Graham’s work is often staged, for a variety of absolutely valid reasons, in non-traditional venues. 21 Mercury, while conforming to the non-traditional model, sits comfortably, for me anyway, just a few doors down from the ‘Old Merc’ and right in the heart of what I still consider to be Auckland theatre country. My family and I arrived to see Lost Girls unfashionably early only to find, when we took our seats, that the performance had actually begun. We were given seating options by a charming usher (Katherine Hair) who, it transpired, was also performing in the work, a fact I didn’t catch onto until I read the excellent programme notes. He character was called simply The Usher and it made perfect sense as things played out.
The performing space was an average sized, rectangular, white-painted, concrete block room with seating all around the walls. The performing space was delineated within the rows of seats by further rows of somewhat arcane objects – a baby’s bath, beer crates and dozens – if not hundreds – of toys, the detritus of the lives of the people we were about to meet.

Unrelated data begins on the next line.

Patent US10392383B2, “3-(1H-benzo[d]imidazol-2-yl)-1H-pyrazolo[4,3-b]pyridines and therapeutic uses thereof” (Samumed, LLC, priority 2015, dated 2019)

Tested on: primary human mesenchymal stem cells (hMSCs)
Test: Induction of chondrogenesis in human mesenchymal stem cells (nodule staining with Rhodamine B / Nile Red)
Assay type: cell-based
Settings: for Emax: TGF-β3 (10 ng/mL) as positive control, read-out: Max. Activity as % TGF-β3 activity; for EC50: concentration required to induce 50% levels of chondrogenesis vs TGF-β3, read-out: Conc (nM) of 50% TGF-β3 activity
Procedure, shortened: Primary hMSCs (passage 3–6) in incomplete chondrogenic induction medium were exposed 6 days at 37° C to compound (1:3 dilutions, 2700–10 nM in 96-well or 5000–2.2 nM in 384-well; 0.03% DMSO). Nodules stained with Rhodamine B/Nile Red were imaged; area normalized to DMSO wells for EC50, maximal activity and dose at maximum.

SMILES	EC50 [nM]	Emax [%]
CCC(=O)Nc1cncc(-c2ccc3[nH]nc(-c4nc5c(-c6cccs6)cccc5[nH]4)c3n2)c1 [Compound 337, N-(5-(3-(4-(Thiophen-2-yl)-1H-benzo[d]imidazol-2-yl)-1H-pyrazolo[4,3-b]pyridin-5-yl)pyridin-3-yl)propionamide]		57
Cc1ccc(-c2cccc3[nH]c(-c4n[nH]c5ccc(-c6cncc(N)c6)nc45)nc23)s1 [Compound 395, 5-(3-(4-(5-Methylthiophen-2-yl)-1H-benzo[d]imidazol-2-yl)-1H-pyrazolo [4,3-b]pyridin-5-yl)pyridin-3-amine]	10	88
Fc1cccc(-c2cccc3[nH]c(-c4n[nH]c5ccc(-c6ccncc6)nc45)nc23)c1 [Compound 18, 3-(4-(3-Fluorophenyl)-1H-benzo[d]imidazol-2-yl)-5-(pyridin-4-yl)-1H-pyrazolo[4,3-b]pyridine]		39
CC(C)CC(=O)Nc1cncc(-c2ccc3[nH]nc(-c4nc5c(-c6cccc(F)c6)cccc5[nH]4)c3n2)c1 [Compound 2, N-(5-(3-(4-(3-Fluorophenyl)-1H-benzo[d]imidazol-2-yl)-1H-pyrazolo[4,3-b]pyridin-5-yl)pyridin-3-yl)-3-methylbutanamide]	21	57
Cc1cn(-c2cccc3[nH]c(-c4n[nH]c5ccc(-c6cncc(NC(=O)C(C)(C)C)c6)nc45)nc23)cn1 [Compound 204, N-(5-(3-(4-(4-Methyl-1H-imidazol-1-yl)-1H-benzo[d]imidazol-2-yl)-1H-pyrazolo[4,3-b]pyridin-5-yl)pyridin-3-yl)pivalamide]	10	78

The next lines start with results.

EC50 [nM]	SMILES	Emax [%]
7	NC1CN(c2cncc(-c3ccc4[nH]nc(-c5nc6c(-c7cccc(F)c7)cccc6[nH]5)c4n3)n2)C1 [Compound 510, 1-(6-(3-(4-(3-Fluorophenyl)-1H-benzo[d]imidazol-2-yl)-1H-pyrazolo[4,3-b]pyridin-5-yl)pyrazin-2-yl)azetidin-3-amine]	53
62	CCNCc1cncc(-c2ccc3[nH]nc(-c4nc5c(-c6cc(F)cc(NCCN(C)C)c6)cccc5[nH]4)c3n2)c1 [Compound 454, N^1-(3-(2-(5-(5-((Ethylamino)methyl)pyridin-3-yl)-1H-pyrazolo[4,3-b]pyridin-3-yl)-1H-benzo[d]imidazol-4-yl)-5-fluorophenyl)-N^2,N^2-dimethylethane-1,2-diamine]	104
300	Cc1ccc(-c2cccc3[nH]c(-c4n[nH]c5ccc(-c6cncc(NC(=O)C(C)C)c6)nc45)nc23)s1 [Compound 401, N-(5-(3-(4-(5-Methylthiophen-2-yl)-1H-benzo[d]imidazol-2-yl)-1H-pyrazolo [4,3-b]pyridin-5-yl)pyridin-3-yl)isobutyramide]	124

The programme alerted me to the fact that Lost Girls hadn’t been created to comply with a three act, linear narrative nor should I expect it to be naturalistic. It was, however, intentionally fashioned using a style that Graham and his cast derived from Brechtian Epic theatre. I hoped that this didn’t mean I would have to know what Brechtian Epic was because, while I thought I did, what would happen if I didn’t. I needn’t have worried.
Natalie Hugill (L) , Patrick Graham, Katherine Hair, Julia Hyde, Catherine McHattie (R)
Graham also affirms that his motivation in re-staging the work has been an amalgam of his reaction to the rising number of rape apologists in the media and on social networking sites, current cases such as Steubenville and others and the ongoing defense of those who commit violence against their partners especially if they happen to be famous. He mentions the All Blacks and I would add the case involving broadcaster Tony Veitch though the list is seemingly endless. I must say I found it heartening to know that there are still theatre practitioners in this country who are prepared to reflect on what is happening in our society, to be opinionated about it and to make it the core content of their work.
As I read the programme and took in the environment I became aware of the three women chatting on the couch at the end of the room, their conversation semi-audible. It became increasingly clear that, while it didn’t matter if we didn’t catch the snippets of conversation they were having it might be helpful if we did. I also became aware that, from a technical perspective, Graham had chosen not to use conventional theatre sound or lighting but rather what was available, the on-and-off switch on the wall, a torch, music boxes and self-created sound.
Having said all that, this work is all about the actors, the style and the impact.